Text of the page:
- Ever felt like cattle on an economy flight? You might want a 'horse-class' upgrade
- Prized ponies are flown around world in first class stables
- Costing up to $50,000, the stables offer round-the-clock handlers
- Horse owners increasingly attracted to big international prize money
Once you've battled through the queues, check-in, extortionate on board snacks and cramped seating, it's no wonder so many economy airline passengers complain about flying "cattle-class."
In fact, if the four-legged racing celebrities being flown around the world in luxury are any indication, next time you might want to ask for an upgrade to "horse-class."
Each year thousands of race horses, breeding stallions and beloved pet ponies are flown across the world in plush airborne stables costing up to $50,000.
"It is a major undertaking," Chris Burke, co-owner and operating manager at International Racehorse Transport, which flies 5,000 horses a year, told CNN.
"Each air stable can hold three horses. So if you were traveling from Australia to England, three to a stall is the equivalent of economy ($17,500), two to a stall is business class ($30,000), and one horse on its own is first class ($50,000).
There might not be champagne and in-flight films, but pampered ponies flying first class can expect round-the-clock specialists, 40 liters of water, two hay bales and none of the hassle of airplane transfers.
No expense spared
One thoroughbred who stretched out in style was Australian champion Black Caviar, who flew from Melbourne to London's Heathrow airport in June.
No expense was spared when the celebrity horse, who remains unbeaten in a staggering 23 consecutive races, jetted across the world to compete at Britain's prestigious Royal Ascot in front of Queen Elizabeth.
The super mare, who has won more than $7 million in prize money, wore a full-body compression suit -- to help blood flow and water retention --throughout the 30-hour journey.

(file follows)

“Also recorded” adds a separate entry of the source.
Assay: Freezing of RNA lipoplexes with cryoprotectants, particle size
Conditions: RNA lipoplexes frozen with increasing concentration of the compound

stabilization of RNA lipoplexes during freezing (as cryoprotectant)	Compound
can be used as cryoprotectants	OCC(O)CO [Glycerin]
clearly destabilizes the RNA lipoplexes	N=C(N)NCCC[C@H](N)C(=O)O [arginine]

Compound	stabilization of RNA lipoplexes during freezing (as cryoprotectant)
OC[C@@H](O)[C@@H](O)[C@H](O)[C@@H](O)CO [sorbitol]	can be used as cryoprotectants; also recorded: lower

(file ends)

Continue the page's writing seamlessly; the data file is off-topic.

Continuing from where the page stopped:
She was accompanied by two stablehands and one vet in her first-class stable, measuring 3.5 meters by 2.5 meters.
"She had a lot of attention," owner Colin Madden said. "Even before the plane took off, there were about 30 people taking photos while she was boarding.
"In the air, handlers were checking her pulse and making sure she was eating and drinking properly every hour."
Once loaded into her stable on the ground, Black Caviar was lifted into the cargo plane by a scissor lift.
"She'd never been in a plane before, so you can imagine how terrified she was hearing the engine," added Madden. "She was agitated for the first half hour but then she calmed down.
"The flight took a lot out of her. It was at the end of a long racing campaign and she never quite bounced back -- when she arrived in the UK she was tired and lethargic."
Despite the toll of the journey, Black Caviar didn't disappoint at Ascot, retaining her unbeaten record in the Diamond Jubilee Stakes -- just.
Just like humans, airplane passengers of the four-legged variety must also contend with the risk of respiratory infections, dehydration and sleep deprivation.
Then there's the bureaucracy involved -- race horses also need passports and must pass quarantine before entering a new country.
International horse racing circuit
So why are an increasing number of owners and breeders flying their prized pets across the planet at such a massive cost -- and potential risk to their performance?
"It's very tempting from an international prize money point of view," Burke said.
"Hong Kong and Dubai in particular have been pioneers in trying to push an international horse racing circuit. To say 'we're attracting the best race horses from across the world' gets major publicity for their event."
The prestige associated with an internationally recognized race horse can also boost their breeding value after they leave the track.
"We thought we had a world class horse who deserved to perform on a world class stage -- it wasn't about prize money for us," Madden said of the decision to fly Black Caviar to Ascot.
"I think a lot of owners compete their horses internationally out of a mixture of pride, excitement and business acumen."
Sometimes though, no matter how much you prepare for a plane journey, there are some hiccups you can't avoid.
"One time in Sydney we were loading breeding studs aboard a Boeing 747 bound for Europe," Burke explained.
"It was going down the runway when all the rumbling must have set off the alarms on some of the Volkswagens which were also being transported."
Unsurprisingly, "the horses didn't like the idea of that," and the plane was promptly turned around and the car batteries cut off.
After all, as Burke explained: "The horses were worth a lot more than the cars on board."